32) Zebu had the chance to see Dylan at Red Rocks a few years back but didn’t have much fun because (1) there was a thick cloud of pot smoke in the crowd and (2) he couldn’t recognize any of the songs.
33) The first novel I wrote has an incredibly original storyline about a teenage girl who loves Dylan but is teased by friends and classmates for that love.
34) My critique-lighting-guy friend invited me to sit at the light board during a Dylan concert but I declined because it was soon after September 11 and I couldn’t face being in a crowded venue right then.
35) In 1982, my sister and I went to PEACE SUNDAY in the Rose Bowl to hear Dylan and Baez (among many) but the concert was sold out so we stood next to chain-link fence while guy inside licked his hand-stamp and pressed it on my hand so I could then lick and pass along stamp to my sister.
36) I’m one of two people I know who saw the looong and oh-so-confusing Renaldo and Clara (and the other person is the guy who went with me).
37) Zippy and I watched the Dylan flick, Hearts of Fire, which is one of the worst movies made. Ever.
38) However, trust me when I say Dylan’s pantry scene from the movie Pat Garrett and Billy the Kid in which “Alias” reads aloud the labels on canned vegetables is hysterical.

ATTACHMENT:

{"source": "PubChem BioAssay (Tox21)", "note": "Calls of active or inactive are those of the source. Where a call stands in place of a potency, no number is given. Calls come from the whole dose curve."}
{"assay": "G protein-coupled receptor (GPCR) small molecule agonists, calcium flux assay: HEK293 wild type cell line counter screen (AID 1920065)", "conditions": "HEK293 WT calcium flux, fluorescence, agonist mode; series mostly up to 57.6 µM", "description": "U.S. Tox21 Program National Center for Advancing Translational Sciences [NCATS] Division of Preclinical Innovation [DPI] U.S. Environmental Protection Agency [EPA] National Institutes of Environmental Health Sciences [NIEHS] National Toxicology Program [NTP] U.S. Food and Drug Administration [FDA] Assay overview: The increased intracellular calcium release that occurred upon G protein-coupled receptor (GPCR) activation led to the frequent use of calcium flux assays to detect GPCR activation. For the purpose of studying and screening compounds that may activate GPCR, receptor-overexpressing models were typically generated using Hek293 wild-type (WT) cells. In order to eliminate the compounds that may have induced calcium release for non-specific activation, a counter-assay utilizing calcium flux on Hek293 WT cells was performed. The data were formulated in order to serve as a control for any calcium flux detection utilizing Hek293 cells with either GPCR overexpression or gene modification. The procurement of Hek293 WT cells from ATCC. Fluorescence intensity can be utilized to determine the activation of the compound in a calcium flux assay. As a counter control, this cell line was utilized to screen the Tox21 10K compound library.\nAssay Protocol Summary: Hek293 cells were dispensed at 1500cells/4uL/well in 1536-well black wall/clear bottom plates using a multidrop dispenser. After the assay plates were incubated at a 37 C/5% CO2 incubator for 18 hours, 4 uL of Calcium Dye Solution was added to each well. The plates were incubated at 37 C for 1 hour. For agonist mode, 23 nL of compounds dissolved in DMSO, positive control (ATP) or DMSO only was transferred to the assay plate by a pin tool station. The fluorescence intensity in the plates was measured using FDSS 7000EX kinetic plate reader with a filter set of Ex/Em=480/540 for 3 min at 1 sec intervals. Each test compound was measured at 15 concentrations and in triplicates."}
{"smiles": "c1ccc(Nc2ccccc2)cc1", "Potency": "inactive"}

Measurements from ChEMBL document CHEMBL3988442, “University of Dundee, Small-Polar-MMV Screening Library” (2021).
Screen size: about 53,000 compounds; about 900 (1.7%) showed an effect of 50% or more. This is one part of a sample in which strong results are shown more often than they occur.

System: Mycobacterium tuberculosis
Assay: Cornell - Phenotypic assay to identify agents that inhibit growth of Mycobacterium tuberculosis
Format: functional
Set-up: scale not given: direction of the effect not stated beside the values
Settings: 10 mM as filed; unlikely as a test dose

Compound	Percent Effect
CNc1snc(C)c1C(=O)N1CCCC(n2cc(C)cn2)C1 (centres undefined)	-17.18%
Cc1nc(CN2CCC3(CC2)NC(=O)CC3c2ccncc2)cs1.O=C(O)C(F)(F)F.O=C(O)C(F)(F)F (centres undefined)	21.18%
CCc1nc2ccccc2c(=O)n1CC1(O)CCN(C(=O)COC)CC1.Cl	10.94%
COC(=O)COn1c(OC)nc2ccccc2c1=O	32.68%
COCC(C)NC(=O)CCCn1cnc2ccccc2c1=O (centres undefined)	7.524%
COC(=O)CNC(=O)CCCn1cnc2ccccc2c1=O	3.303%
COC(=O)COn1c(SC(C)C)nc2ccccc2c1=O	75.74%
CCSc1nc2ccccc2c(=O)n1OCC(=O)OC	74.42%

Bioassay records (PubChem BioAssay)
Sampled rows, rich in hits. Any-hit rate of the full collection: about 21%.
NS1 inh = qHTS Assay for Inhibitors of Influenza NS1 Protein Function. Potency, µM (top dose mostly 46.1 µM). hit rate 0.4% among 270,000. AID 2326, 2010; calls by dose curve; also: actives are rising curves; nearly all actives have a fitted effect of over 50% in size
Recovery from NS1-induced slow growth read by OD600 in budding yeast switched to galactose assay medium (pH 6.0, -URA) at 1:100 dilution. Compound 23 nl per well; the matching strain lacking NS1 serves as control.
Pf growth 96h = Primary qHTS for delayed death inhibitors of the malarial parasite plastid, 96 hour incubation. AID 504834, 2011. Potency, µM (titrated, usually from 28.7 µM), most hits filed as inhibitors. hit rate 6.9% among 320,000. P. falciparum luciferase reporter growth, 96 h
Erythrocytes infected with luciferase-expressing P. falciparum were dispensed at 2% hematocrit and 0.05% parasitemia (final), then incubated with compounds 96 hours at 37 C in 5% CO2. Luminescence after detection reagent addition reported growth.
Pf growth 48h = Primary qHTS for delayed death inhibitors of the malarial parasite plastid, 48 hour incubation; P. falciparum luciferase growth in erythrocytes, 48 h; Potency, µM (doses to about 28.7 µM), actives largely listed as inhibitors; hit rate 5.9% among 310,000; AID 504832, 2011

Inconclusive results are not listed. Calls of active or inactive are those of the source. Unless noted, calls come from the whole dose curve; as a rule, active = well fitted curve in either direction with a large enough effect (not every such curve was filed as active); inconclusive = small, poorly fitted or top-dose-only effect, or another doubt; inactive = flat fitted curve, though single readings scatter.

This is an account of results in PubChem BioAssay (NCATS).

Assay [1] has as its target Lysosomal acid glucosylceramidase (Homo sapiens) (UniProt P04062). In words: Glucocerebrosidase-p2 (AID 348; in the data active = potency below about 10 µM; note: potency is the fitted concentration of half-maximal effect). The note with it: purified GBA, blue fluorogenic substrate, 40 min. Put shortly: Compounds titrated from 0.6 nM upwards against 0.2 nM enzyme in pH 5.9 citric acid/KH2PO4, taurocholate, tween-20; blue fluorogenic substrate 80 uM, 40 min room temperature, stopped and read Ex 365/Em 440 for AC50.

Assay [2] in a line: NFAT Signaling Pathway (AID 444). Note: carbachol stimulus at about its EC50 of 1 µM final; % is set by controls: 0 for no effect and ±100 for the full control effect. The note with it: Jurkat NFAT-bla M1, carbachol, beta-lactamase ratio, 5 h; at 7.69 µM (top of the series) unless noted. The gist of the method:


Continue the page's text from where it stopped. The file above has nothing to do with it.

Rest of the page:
39) Early on in our relationship, Zippy said the soundtrack to Pat Garrett and Billy the Kid was his favorite Dylan album because it was mostly instrumentals (see #21).
40) I strongly disagree with Keith Richards’ statement about Dylan’s “Girl from the North Country” being better suited to a solo than the duet with Johnny Cash.
41) When I try to imitate Dylan I always end up sounding like Joan Baez imitating Dylan on her version of “Simple Twist of Fate” which means it’s really me doing Baez doing Dylan.
42) A long time ago I told a friend if Dylan ever did a commercial, I’d take all my Dylan albums into the street and destroy them but here I am post-Victoria’s Secret and Bob-knows-what-else, and my albums are intact.
43) I went to the record store the day Empire Burlesque was released to buy it and another customer commented on how refreshing it was to see someone so loyal to an artist, but in retrospect, I have to question that loyalty because the album has some definite clunkers.
44) I once called information to get Bob’s home phone number.
45) I never feel like I’m in the mood to listen to “The Time’s They Are A-Changin,’” but then I hear it and am blown away all over again.